SOLSC21, Day 20
“When water remains in one place, it spoils.” – Persian proverb
Change, and I say this at the risk of sounding overly cliched, is the only constant in life. Come to think of it, our parents’ generation has seen a huge sea change in practically everything one can imagine. Like my mom likes to say, “I’ll tell you the stories, but you cannot imagine the way we’ve seen things.” From what she describes, it IS really hard to imagine. She grew up in the ‘60s in partition- and war-ravaged India. She’s seen blackouts, Communist protests, food shortages, riots, unemployment, and struggle. She talks of days when, even if one had the money, one couldn’t buy enough food because it was so strictly rationed. Weddings were held over high tea. Money was scarce. Families were large. Communication and travel were hurdles, rather than conveniences. That was the age of telegrams, trunk calls, tram cars. Only the affluent traveled by plane. Train journeys often lasted 2-3 days. Very few could afford the AC coaches, which were way more expensive than the non-AC ones. She first traveled by plane after I was born, when she first went overseas! She’s seen days before the advent of TV in India. And when it did come, again, very few houses in the neighborhood owned one. The radio remained the popular broadcasting medium.
With globalization and technological advances, things did gradually change. Actually, no. They didn’t gradually change, they changed too fast. Maybe a little too quick. I am sometimes overawed at the spectrum of change that generation has lived through. From no TVs at home to streaming movies on their phones. From booking a trunk call and yelling into the receiver if you did get lucky enough to get through, to video-calling at a voice command. From rationed food supplies to food delivery apps and other online shopping. From listening to the news on a scratchy radio to Alexa and live news, 24/7 if one wants. From power cuts to smart lights and appliances. From tram cars to Uber to self-driven electric cars. From bank ‘passbooks” (these were little books that you periodically took to the bank – an actual brick-and-mortar bank – and that were updated by the bank teller; they’d write by hand your transactions for the previous fortnight or so, and update your account balance in it) to digital payment methods. I wonder how they feel, and how they take it all in.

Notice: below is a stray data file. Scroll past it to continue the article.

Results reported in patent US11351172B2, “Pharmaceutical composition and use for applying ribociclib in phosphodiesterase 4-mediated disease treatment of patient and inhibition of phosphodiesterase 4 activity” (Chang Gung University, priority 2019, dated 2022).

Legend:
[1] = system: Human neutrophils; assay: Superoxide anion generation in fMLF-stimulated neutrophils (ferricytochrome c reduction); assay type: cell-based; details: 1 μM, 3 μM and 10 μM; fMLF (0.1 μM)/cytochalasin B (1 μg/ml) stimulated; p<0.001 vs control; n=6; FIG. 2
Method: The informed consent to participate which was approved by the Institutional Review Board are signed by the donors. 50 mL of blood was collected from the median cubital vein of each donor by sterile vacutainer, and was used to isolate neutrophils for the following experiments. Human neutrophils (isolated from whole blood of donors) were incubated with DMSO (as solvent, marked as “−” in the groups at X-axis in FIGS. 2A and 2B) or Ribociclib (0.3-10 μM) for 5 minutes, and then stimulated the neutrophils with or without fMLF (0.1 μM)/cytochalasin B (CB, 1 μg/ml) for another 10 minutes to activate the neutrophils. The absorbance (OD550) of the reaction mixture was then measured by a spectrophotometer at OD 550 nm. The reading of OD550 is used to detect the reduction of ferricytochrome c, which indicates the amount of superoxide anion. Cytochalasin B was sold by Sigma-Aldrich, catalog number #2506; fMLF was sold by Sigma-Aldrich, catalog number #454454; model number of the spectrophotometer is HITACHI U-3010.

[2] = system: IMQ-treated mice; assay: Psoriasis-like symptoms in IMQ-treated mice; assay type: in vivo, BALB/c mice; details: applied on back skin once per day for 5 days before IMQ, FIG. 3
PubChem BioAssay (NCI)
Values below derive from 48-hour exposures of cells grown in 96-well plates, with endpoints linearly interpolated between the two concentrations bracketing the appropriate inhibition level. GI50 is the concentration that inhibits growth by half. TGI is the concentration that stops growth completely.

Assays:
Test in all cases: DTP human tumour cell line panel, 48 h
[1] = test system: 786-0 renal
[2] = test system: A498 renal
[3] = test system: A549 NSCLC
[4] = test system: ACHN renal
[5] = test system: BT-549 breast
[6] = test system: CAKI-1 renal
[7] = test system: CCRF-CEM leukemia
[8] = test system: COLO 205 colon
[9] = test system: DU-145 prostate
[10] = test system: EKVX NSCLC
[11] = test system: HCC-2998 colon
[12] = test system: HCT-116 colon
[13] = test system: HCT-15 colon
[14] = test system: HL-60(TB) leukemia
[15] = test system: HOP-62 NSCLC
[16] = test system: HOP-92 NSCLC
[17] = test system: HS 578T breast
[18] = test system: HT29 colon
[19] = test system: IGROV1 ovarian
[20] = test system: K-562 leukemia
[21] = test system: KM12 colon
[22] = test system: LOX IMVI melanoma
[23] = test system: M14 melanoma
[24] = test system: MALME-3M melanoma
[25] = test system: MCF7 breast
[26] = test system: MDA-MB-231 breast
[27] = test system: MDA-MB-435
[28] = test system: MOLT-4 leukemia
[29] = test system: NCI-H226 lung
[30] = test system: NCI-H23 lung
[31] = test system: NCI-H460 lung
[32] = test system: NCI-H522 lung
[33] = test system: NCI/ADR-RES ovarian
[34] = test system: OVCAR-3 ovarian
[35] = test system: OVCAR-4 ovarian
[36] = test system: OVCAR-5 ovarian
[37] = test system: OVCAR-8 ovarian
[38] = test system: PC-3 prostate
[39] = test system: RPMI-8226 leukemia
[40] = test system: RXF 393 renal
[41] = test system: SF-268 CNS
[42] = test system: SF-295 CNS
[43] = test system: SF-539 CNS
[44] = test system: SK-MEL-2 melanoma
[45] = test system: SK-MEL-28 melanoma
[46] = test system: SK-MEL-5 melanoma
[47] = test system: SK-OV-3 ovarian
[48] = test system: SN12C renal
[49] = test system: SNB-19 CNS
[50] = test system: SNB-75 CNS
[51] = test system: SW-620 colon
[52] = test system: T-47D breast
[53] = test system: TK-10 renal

To top it all off, there’s this pandemic-induced lifestyle which has again upended everyone’s lives in the most unimaginable of ways. My mom says the pandemic reminds her of her grandma, who had lived through the Spanish Flu, and who was very finicky about hand-washing, grocery-washing, and staying away from people who coughed and sneezed. They even had an ‘outhouse’ for visiting relatives who might need to quarantine! I wonder if my yet-unborn grandchildren will remember me that way!
It might be an interesting assignment to ask students to imagine life in the year 2045 and write or draw scenes from that imagined future! What do you think life in 2045 will be like?